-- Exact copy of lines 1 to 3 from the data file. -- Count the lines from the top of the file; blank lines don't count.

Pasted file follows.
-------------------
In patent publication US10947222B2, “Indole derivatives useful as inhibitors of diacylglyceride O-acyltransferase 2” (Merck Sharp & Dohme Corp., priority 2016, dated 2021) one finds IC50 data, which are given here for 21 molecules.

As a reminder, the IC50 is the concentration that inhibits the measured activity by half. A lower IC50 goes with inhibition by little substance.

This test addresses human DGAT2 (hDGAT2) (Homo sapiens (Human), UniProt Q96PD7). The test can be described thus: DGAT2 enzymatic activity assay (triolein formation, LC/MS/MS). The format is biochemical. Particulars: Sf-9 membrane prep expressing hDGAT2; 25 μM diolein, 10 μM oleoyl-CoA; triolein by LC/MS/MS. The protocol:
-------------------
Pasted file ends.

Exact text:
In patent publication US10947222B2, “Indole derivatives useful as inhibitors of diacylglyceride O-acyltransferase 2” (Merck Sharp & Dohme Corp., priority 2016, dated 2021) one finds IC50 data, which are given here for 21 molecules.

As a reminder, the IC50 is the concentration that inhibits the measured activity by half. A lower IC50 goes with inhibition by little substance.

This test addresses human DGAT2 (hDGAT2) (Homo sapiens (Human), UniProt Q96PD7). The test can be described thus: DGAT2 enzymatic activity assay (triolein formation, LC/MS/MS). The format is biochemical. Particulars: Sf-9 membrane prep expressing hDGAT2; 25 μM diolein, 10 μM oleoyl-CoA; triolein by LC/MS/MS. The protocol: